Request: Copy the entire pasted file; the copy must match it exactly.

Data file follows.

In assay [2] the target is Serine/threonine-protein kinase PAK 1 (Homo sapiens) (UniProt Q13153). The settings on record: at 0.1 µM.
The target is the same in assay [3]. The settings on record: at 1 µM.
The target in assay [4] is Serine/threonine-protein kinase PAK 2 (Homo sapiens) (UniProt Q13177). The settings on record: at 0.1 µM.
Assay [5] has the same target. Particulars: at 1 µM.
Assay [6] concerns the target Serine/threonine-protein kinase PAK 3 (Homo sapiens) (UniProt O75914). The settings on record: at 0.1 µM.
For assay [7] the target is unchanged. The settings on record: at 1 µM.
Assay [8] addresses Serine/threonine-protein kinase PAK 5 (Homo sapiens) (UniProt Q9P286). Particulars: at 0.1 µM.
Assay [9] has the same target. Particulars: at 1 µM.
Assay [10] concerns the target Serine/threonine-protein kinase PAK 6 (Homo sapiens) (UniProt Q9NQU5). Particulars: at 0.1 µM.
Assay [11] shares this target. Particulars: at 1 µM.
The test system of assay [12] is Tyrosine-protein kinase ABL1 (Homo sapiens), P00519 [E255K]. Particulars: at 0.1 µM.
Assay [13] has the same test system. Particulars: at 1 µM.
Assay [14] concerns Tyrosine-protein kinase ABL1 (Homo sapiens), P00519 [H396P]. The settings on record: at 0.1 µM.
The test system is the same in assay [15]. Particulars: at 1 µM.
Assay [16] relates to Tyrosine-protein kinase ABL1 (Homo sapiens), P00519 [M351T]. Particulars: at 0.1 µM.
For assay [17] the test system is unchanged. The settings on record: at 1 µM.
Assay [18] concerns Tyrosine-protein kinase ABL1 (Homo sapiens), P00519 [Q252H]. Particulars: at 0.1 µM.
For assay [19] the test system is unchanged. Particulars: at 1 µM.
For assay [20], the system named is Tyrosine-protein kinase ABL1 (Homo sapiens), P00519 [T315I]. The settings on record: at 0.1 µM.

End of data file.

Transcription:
In assay [2] the target is Serine/threonine-protein kinase PAK 1 (Homo sapiens) (UniProt Q13153). The settings on record: at 0.1 µM.
The target is the same in assay [3]. The settings on record: at 1 µM.
The target in assay [4] is Serine/threonine-protein kinase PAK 2 (Homo sapiens) (UniProt Q13177). The settings on record: at 0.1 µM.
Assay [5] has the same target. Particulars: at 1 µM.
Assay [6] concerns the target Serine/threonine-protein kinase PAK 3 (Homo sapiens) (UniProt O75914). The settings on record: at 0.1 µM.
For assay [7] the target is unchanged. The settings on record: at 1 µM.
Assay [8] addresses Serine/threonine-protein kinase PAK 5 (Homo sapiens) (UniProt Q9P286). Particulars: at 0.1 µM.
Assay [9] has the same target. Particulars: at 1 µM.
Assay [10] concerns the target Serine/threonine-protein kinase PAK 6 (Homo sapiens) (UniProt Q9NQU5). Particulars: at 0.1 µM.
Assay [11] shares this target. Particulars: at 1 µM.
The test system of assay [12] is Tyrosine-protein kinase ABL1 (Homo sapiens), P00519 [E255K]. Particulars: at 0.1 µM.
Assay [13] has the same test system. Particulars: at 1 µM.
Assay [14] concerns Tyrosine-protein kinase ABL1 (Homo sapiens), P00519 [H396P]. The settings on record: at 0.1 µM.
The test system is the same in assay [15]. Particulars: at 1 µM.
Assay [16] relates to Tyrosine-protein kinase ABL1 (Homo sapiens), P00519 [M351T]. Particulars: at 0.1 µM.
For assay [17] the test system is unchanged. The settings on record: at 1 µM.
Assay [18] concerns Tyrosine-protein kinase ABL1 (Homo sapiens), P00519 [Q252H]. Particulars: at 0.1 µM.
For assay [19] the test system is unchanged. Particulars: at 1 µM.
For assay [20], the system named is Tyrosine-protein kinase ABL1 (Homo sapiens), P00519 [T315I]. The settings on record: at 0.1 µM.